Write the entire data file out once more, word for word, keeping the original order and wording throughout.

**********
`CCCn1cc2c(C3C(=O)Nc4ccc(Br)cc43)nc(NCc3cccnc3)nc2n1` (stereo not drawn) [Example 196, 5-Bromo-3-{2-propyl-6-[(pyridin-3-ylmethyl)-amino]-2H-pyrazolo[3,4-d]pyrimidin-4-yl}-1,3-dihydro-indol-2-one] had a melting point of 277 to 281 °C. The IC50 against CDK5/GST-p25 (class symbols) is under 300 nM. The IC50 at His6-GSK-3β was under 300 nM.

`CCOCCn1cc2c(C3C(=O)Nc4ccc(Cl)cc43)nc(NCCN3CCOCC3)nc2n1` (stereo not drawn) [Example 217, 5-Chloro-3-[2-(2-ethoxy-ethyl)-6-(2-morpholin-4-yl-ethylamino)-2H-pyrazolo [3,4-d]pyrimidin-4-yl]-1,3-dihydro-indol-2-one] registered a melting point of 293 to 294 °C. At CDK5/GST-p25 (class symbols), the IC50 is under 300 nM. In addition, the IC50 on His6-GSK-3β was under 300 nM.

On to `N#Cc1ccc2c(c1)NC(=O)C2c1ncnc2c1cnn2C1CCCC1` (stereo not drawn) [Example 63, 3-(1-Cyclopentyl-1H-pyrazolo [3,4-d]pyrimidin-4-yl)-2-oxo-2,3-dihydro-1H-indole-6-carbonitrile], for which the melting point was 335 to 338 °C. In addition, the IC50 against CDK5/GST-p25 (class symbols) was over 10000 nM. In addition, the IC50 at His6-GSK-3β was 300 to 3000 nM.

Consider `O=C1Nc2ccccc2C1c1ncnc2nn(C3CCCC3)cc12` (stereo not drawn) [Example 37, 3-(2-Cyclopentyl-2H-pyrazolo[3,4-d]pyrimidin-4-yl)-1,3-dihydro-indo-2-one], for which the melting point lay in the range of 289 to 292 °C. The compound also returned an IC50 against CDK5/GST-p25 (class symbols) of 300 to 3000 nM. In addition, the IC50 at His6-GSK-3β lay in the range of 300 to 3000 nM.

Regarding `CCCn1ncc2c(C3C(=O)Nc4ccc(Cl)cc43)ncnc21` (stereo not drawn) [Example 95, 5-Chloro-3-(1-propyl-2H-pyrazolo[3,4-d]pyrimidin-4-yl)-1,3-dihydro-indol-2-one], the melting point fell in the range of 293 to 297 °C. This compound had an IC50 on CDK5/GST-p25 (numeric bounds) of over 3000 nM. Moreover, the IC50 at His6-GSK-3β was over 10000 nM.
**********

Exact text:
`CCCn1cc2c(C3C(=O)Nc4ccc(Br)cc43)nc(NCc3cccnc3)nc2n1` (stereo not drawn) [Example 196, 5-Bromo-3-{2-propyl-6-[(pyridin-3-ylmethyl)-amino]-2H-pyrazolo[3,4-d]pyrimidin-4-yl}-1,3-dihydro-indol-2-one] had a melting point of 277 to 281 °C. The IC50 against CDK5/GST-p25 (class symbols) is under 300 nM. The IC50 at His6-GSK-3β was under 300 nM.

`CCOCCn1cc2c(C3C(=O)Nc4ccc(Cl)cc43)nc(NCCN3CCOCC3)nc2n1` (stereo not drawn) [Example 217, 5-Chloro-3-[2-(2-ethoxy-ethyl)-6-(2-morpholin-4-yl-ethylamino)-2H-pyrazolo [3,4-d]pyrimidin-4-yl]-1,3-dihydro-indol-2-one] registered a melting point of 293 to 294 °C. At CDK5/GST-p25 (class symbols), the IC50 is under 300 nM. In addition, the IC50 on His6-GSK-3β was under 300 nM.

On to `N#Cc1ccc2c(c1)NC(=O)C2c1ncnc2c1cnn2C1CCCC1` (stereo not drawn) [Example 63, 3-(1-Cyclopentyl-1H-pyrazolo [3,4-d]pyrimidin-4-yl)-2-oxo-2,3-dihydro-1H-indole-6-carbonitrile], for which the melting point was 335 to 338 °C. In addition, the IC50 against CDK5/GST-p25 (class symbols) was over 10000 nM. In addition, the IC50 at His6-GSK-3β was 300 to 3000 nM.

Consider `O=C1Nc2ccccc2C1c1ncnc2nn(C3CCCC3)cc12` (stereo not drawn) [Example 37, 3-(2-Cyclopentyl-2H-pyrazolo[3,4-d]pyrimidin-4-yl)-1,3-dihydro-indo-2-one], for which the melting point lay in the range of 289 to 292 °C. The compound also returned an IC50 against CDK5/GST-p25 (class symbols) of 300 to 3000 nM. In addition, the IC50 at His6-GSK-3β lay in the range of 300 to 3000 nM.

Regarding `CCCn1ncc2c(C3C(=O)Nc4ccc(Cl)cc43)ncnc21` (stereo not drawn) [Example 95, 5-Chloro-3-(1-propyl-2H-pyrazolo[3,4-d]pyrimidin-4-yl)-1,3-dihydro-indol-2-one], the melting point fell in the range of 293 to 297 °C. This compound had an IC50 on CDK5/GST-p25 (numeric bounds) of over 3000 nM. Moreover, the IC50 at His6-GSK-3β was over 10000 nM.